1990 年 8 巻 2 号 p. 61-68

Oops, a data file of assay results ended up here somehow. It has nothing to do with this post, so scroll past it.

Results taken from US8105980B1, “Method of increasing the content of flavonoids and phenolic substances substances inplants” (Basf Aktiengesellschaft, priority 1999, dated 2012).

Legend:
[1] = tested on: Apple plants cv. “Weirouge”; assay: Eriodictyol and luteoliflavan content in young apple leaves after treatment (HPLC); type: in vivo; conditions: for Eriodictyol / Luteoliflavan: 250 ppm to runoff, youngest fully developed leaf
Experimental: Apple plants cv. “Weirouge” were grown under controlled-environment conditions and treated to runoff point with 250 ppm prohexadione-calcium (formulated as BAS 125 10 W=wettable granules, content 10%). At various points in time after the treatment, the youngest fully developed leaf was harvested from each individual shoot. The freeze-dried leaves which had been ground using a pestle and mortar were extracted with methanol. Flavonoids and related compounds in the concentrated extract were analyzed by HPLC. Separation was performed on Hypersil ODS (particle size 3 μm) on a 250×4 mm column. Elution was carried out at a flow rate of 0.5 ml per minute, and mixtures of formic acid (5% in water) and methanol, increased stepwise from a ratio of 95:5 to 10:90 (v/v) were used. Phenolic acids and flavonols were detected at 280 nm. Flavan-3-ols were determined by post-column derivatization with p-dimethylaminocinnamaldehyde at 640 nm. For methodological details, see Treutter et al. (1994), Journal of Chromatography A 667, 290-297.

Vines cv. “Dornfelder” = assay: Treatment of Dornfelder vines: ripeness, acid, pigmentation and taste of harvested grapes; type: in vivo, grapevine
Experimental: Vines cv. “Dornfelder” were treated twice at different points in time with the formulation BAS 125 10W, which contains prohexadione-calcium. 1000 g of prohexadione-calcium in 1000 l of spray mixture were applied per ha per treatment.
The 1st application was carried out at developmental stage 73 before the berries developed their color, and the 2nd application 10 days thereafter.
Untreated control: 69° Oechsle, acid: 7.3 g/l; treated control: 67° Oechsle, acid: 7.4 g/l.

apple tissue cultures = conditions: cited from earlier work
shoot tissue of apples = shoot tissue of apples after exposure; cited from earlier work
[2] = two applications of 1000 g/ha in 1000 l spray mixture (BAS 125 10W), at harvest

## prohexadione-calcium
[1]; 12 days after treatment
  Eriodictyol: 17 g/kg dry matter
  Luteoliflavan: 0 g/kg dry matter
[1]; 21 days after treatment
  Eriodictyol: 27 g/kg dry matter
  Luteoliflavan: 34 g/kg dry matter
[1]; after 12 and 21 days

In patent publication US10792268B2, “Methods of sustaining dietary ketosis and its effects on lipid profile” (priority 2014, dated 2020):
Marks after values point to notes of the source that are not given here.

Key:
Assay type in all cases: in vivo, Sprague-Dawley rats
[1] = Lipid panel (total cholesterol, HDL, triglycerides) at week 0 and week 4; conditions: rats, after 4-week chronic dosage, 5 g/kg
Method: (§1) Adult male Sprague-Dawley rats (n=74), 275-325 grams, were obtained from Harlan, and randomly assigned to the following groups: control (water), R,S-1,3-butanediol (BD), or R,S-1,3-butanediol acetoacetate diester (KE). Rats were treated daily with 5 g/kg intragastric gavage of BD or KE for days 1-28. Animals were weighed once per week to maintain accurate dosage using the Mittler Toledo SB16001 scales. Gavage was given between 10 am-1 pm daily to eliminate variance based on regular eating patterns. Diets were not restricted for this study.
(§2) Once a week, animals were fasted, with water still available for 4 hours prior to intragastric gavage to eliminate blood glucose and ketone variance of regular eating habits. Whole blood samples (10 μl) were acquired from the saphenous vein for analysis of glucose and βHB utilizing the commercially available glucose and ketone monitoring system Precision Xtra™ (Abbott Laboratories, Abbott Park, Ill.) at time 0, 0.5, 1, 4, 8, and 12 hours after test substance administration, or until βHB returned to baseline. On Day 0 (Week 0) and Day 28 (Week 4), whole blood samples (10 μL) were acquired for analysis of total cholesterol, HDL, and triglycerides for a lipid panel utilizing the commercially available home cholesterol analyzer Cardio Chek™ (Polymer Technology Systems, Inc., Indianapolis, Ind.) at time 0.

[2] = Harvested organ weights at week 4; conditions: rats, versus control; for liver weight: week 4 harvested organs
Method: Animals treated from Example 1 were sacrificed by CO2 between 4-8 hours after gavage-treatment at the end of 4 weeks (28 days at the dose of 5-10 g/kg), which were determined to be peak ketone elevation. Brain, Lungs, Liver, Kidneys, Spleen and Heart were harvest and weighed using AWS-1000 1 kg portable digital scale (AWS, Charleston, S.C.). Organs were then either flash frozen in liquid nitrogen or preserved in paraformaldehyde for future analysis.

This experiment using a straight alley with rats tested a prediction from Hulse's rule-encoding hypothesis concerning serial pattern learning when reward of elements was changed from food pellets (original training) to saccharin solution (transfer training). Initially, three basic groups learned the monotonic (M) pattern 14-7-3-1-0, the nonmonotonic (NM) pattern 14-1-3-7-0, or the random (R) pattern under food pellets. These patterns differ as to whether there is any single rule or not. Then half of each basic group learned either the three-element (10-1-0) or the six-element (15-10-6-3-1-0) monotonic patterns using saccharin solution. During transfer training, pattern tracking-anticipated running corresponded to differential amounts or reward-was better in the rats originally trained under the M pattern than those under NM or R patterns. However, positive transfer across training phases was weaker than that predicted from the hypothesis. The results indicate that the rule learning established under extended training could be biased by peripheral hedonic stimulation, such as the quality of reward.